If you were an animal, which one would you be, and why?
Well, I've been compared to an owl—not because I'm wise, but because I'm nocturnal. But, I'd prefer to be compared to a cat. Also nocturnal, but cuddlier.
What is your favorite food?
Okay, I'm going to dispel a myth right here and now. Many of my friends think I'm a chocoholic, but if you give me the choice of an Almond Joy bar or Key Lime Pie (or any kind of cheesecake) I'll go for the pie every time! I also love Mexican food. My husband once complained that "nobody eats Mexican food three days a week." To which I replied, "The Mexicans do." He never complained again.
I love Mexican food, too. What is the problem with writing that was your greatest roadblock, and how did you overcome it?
I joke that I never could have started writing if it hadn't been for Bill Gates. The computer (and Word in particular) changed my writing life. But I think the greatest roadblock was my mindset. I had to stop complaining that I had no time to write,and just do it. As I said before, I quit my job to write full time. I don't recommend that to everyone, but I prayed about it and received clear confirmation. It wasn't the highest paying job, but I really liked it. So I asked God to take away my desire for this job if he wanted me to write. He promoted me to supervisor which put me under an acerbic boss who made it difficult to want to go to work every day. I discussed it with the hubby, and he was very supportive. So my greatest roadblock was actually myself. I had to decide when it was time to stop talking about writing and just do it.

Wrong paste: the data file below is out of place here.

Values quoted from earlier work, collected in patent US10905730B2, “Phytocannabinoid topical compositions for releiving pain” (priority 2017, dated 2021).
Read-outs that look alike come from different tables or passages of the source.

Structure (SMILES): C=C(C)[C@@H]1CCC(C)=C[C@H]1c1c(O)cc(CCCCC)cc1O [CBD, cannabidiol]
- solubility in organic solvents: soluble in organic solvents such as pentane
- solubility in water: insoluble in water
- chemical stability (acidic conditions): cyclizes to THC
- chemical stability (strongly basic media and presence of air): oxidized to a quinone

What would you like to tell us about the featured book?
Cookie Schemes, which appears in the 4-in-1 Barbour anthology Love Letters, is a novella set in 1955, (the year I was born, incidentally.) It follows the second generation that started in the first story by Mary Davis. (The other authors are Sally Laity and Jeri Odell.)
Prudie Burke is a thoroughly modern woman who wants to make her mark in the world of business, but meets a traditional cookie maker who must find a wife to fulfill his grandfather's legacy. When I was approached to write a story about unconventional love letters, the slips of paper in fortune cookies popped in my mind. My research came up with an interesting fact. In 1920, a Cantonese immigrant in Los Angeles made cookies that contained words of encouragement to the poor and homeless. Other research indicated that scripture has been used in fortune cookies.
I pulled all of this together and wrote about a man, Alex Prescott, who, because his grandfather had been a homeless youth taken in by a Christian Chinese cook, now takes his grandfather's special recipe and ministers with the scripture in his fortune cookies. When Prudie enters his life, he woos her with scripture.
Prudie has issues with God, and resists the beautiful words she reads, but eventually is won over, by Alex and by God. I'm not revealing the ending, but every romance ends with the guy getting the girl. I hope readers enjoy this story. I don't usually write anything even remotely historical, but I had a blast doing research on this one. The year 1955 was a transition period between the Korean war and Vietnam. I managed to include the affluence of post-war society as well as the Beat generation. It's worth a read just to hear the brief beatnik talk from one of the minor characters! Don't be nowheresville, Clyde—lay on a read and be cool, daddy-o! And that's the word from the bird.
Check me out at http://www.kathleenekovach.com/
Kathy, thank you for spending time with us. I can hardly wait to read this book. I was in junior high school in 1955.
Readers, be sure to leave a comment for a chance to win a copy of the book. You also can still leave comments on Jerome Teel's and Sharon Hinck's interviews.
By the way, if you leave a comment, always check back in the next two weeks to see if you are a winner. We still have one winner from last weekend who hasn't sent me the mailing address. If I don't hear from this person this week, I'll choose another winner.